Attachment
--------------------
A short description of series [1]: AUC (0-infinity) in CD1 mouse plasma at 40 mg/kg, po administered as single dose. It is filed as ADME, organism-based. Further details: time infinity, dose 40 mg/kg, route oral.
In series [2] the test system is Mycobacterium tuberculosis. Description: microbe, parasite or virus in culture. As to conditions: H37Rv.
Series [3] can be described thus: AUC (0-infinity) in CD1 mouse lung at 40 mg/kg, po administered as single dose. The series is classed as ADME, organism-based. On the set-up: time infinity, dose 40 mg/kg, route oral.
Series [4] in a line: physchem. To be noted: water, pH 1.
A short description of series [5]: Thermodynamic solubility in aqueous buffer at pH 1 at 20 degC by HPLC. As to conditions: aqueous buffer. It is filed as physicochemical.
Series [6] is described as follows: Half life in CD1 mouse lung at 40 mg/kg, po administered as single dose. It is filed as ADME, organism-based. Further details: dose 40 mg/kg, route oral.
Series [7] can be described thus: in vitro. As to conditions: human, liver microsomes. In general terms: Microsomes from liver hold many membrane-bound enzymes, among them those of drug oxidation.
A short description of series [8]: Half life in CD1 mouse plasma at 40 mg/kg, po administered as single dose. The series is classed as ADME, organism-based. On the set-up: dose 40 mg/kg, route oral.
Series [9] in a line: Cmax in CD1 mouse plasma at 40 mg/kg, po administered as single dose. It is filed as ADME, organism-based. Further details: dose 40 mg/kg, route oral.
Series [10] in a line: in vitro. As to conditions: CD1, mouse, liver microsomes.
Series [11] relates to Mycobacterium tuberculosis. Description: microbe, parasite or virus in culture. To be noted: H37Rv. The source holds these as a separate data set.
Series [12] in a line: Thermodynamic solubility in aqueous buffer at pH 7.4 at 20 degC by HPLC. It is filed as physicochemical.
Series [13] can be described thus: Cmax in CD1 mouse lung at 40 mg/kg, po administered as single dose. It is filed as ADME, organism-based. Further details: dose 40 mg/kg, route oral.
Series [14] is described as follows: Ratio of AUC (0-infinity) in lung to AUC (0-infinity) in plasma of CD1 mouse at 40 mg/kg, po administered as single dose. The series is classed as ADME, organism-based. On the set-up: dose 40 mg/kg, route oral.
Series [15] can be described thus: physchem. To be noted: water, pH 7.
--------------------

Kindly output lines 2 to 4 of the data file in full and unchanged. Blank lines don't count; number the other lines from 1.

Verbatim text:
In series [2] the test system is Mycobacterium tuberculosis. Description: microbe, parasite or virus in culture. As to conditions: H37Rv.
Series [3] can be described thus: AUC (0-infinity) in CD1 mouse lung at 40 mg/kg, po administered as single dose. The series is classed as ADME, organism-based. On the set-up: time infinity, dose 40 mg/kg, route oral.
Series [4] in a line: physchem. To be noted: water, pH 1.